For 18 months I struggled through (10 to 12 hour days) keeping the OR's running with the CRNAs' and one slacker female (who's turned around some) until I could get everyone fired and hire REAL partners.

MY group is awesome now, and I built it.....a 3 year partnership track would have been a cakewalk compared to my first 2 years.
 

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I had a URM in there also...I forgot that part...who graduated from Vanderbilt...

My conclusions from my interaction with this female URM is this:

1) Affirmative action is wrong
2) if affirmative action had no role in getting this URM through Vanderbilt, then Vanderbilt sucks....and the Vanderbilt syndrome is real
3) Board certification means something...because this female URM from Vanderbilty could not get BCed.

4) and the stereotypes that are out there about Affirmative Action female URM doctors are TRUE

5) I'm glad she is no longer associated with me in any way.
:bang::bang::bang:


:slap::slap::slap:
 

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My question is what happened to the delta after you make partner in 5 yrs?

The breakdown:
yr 1=325k
yr2=275k
yr3=225k
yr4=175k
yr5=125k

Where the hell and who the hell gets this $1.25M?

That has always been my hangup with partnership tracks right out of residency....If you leave your 1st job within 2 yrs like over 2/3 of new trainees do then you loss a big chunk of money that you can never ever recover.:thumbdown:

Especially when you are getting $40/unit regardless of whether you are BC/BE/Miller or Longnecker............

With all that being said I think "ownership" in an equitable partnership is desirable.

My advice to new upcoming grads dont go for the partnership track without atleast exploring either an employee based position, locums or even a group that you like that has an employee only position.

The real world is much different than residency, your interest and desires within the specialty may change and therefore your job requirements may change. So dont be so willing to give up 50-200k your first/2nd year out. This is the time when you can least afford it! Your 401k will need stuffing/ your cc will need to get paid off/ your student loans are prolly bulging at the seams and you prolly want to start saving 4 a downpayment on a house, etc.........
That's good advice. I ran the numbers before signing. With a partnership track, you make out financially only if you stay with the group. Kind of like buying vs. leasing a car, if you keep it 4+ years then buying is clearly better, if not then leasing may be a better option.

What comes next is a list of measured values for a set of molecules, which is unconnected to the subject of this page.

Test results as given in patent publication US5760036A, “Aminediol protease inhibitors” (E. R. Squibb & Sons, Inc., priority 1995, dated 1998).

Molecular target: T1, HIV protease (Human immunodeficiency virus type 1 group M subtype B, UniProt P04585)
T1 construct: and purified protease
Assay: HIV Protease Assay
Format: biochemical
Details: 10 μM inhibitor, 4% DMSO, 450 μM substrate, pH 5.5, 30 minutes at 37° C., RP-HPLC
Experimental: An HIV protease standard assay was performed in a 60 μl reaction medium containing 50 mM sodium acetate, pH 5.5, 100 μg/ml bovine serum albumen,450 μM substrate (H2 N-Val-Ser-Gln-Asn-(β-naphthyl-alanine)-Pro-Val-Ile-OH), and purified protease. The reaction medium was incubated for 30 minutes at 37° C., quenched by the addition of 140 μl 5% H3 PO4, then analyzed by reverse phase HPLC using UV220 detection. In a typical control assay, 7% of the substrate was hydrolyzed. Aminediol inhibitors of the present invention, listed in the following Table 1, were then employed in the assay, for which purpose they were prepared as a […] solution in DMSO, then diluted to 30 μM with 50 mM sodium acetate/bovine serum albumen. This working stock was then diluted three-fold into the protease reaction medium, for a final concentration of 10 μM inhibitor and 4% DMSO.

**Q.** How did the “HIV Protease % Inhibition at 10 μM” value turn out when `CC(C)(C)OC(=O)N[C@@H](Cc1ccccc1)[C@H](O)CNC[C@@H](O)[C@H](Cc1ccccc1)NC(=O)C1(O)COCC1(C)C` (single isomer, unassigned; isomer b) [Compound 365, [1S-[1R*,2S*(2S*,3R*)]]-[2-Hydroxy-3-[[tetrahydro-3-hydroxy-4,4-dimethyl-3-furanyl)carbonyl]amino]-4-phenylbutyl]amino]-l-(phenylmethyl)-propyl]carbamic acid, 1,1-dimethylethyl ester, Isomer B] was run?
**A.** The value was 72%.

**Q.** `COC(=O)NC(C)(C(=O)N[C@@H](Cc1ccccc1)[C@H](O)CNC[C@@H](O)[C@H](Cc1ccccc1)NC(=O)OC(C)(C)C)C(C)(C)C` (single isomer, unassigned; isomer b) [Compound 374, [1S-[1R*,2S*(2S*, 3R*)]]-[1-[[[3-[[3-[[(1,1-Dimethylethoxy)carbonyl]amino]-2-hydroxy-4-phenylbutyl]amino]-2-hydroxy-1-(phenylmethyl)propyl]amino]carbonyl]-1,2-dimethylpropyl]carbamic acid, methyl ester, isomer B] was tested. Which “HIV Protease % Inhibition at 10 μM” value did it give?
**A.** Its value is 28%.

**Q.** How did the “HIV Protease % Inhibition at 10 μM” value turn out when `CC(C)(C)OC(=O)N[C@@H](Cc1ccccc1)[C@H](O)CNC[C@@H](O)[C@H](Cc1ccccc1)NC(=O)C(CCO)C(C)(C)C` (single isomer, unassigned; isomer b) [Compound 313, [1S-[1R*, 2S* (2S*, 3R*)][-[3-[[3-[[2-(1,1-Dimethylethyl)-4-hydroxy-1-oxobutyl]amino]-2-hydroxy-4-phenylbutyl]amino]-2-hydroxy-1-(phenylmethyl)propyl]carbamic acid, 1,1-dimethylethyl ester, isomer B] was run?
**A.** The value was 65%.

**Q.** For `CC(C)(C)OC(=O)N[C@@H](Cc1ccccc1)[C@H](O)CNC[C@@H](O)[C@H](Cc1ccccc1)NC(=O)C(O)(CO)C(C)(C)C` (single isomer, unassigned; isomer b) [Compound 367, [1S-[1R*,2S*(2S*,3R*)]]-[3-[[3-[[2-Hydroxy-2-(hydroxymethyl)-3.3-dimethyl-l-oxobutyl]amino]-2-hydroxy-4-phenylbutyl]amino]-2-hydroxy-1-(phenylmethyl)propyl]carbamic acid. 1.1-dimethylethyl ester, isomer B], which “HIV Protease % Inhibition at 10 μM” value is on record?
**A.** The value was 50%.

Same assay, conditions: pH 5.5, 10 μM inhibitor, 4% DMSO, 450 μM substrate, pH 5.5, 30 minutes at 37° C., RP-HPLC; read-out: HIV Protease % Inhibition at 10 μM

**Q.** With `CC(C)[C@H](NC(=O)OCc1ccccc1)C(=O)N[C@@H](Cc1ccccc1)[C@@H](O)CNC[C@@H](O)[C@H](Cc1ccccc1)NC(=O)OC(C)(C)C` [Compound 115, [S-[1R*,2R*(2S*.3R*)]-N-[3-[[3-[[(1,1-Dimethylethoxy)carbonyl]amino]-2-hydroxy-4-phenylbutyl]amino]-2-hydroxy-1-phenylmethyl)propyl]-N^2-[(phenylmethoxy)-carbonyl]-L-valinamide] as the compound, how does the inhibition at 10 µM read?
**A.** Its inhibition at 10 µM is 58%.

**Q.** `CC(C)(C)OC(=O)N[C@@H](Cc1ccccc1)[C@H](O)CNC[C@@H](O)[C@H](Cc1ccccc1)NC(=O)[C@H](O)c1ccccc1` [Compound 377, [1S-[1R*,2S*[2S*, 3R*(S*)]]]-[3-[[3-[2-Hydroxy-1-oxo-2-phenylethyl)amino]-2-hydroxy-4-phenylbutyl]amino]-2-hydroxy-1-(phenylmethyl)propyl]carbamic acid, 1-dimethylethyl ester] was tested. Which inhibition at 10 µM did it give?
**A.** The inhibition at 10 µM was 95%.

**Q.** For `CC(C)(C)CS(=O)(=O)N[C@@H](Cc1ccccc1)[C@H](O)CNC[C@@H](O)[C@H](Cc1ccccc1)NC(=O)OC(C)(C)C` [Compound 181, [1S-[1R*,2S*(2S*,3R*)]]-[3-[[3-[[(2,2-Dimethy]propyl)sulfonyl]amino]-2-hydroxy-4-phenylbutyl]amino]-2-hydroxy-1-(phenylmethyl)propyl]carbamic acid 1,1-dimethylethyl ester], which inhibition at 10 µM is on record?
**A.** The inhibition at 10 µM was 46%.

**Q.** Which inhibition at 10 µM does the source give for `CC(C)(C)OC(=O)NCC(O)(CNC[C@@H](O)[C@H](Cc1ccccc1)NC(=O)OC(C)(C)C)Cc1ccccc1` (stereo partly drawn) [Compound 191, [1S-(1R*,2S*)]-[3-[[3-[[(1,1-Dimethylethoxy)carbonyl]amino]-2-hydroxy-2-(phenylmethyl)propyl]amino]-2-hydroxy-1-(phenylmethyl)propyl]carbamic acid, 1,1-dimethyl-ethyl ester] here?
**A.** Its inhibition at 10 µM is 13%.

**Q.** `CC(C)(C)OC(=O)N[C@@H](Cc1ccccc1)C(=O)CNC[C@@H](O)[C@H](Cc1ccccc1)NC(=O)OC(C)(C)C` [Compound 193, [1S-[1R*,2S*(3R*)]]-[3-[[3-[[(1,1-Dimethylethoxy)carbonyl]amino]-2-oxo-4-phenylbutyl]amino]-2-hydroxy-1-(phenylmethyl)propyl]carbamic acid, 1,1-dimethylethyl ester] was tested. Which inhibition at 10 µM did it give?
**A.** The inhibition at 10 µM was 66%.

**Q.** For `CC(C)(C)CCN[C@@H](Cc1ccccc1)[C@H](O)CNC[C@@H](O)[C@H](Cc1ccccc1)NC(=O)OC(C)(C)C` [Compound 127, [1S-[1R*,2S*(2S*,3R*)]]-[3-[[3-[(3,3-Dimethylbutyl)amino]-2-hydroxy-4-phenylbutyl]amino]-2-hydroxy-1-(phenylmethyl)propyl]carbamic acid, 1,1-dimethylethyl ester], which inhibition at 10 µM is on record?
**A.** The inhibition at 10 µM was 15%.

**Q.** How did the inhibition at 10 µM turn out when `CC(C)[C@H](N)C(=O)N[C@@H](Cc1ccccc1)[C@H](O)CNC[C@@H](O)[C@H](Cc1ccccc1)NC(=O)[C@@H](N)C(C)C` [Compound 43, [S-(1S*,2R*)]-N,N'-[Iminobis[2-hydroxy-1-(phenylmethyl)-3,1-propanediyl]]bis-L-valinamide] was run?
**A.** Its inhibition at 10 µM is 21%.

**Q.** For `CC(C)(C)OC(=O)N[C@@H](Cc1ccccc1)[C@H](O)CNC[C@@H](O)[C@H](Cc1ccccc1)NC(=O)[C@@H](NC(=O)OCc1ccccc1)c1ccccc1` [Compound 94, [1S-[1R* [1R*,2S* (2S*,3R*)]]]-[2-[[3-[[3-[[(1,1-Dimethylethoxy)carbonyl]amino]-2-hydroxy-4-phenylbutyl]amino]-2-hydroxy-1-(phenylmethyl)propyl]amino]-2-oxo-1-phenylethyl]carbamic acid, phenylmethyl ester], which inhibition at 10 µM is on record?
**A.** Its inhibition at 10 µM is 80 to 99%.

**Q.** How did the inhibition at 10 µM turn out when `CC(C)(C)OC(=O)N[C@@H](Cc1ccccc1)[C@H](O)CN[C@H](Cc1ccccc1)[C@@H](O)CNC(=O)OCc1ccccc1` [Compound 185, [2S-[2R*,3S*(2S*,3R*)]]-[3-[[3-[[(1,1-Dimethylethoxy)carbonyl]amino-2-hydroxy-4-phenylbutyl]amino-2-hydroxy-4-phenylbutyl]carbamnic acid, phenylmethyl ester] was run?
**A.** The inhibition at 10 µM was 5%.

Here's my sample calculations at 5 and 10 years out for employed vs. partner in my area:
Pre-partner pay on 3 year track: $750
5 year total pay $1.45
10 year total pay $3.2

Employed (assuming no increase in salary which may or may not be true depending on environment, and who knows where we are going with this one)
3 year: $870
5 year: $1.45
10 year: $2.9
 

militarymd

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My question is what happened to the delta after you make partner in 5 yrs?

The breakdown:
yr 1=325k
yr2=275k
yr3=225k
yr4=175k
yr5=125k

Where the hell and who the hell gets this $1.25M?

That has always been my hangup with partnership tracks right out of residency....If you leave your 1st job within 2 yrs like over 2/3 of new trainees do then you loss a big chunk of money that you can never ever recover.:thumbdown:

Especially when you are getting $40/unit regardless of whether you are BC/BE/Miller or Longnecker............

With all that being said I think "ownership" in an equitable partnership is desirable.

My advice to new upcoming grads dont go for the partnership track without atleast exploring either an employee based position, locums or even a group that you like that has an employee only position.

The real world is much different than residency, your interest and desires within the specialty may change and therefore your job requirements may change. So dont be so willing to give up 50-200k your first/2nd year out. This is the time when you can least afford it! Your 401k will need stuffing/ your cc will need to get paid off/ your student loans are prolly bulging at the seams and you prolly want to start saving 4 a downpayment on a house, etc.........

the partners who are employing you keeps the money....and when you become partner....you would hope that you're employing someone who's money you will keep....otherwise....when you become partner, you just get to keep your money.
 

toughlife

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That's good advice. I ran the numbers before signing. With a partnership track, you make out financially only if you stay with the group. Kind of like buying vs. leasing a car, if you keep it 4+ years then buying is clearly better, if not then leasing may be a better option.

Here's my sample calculations at 5 and 10 years out for employed vs. partner in my area: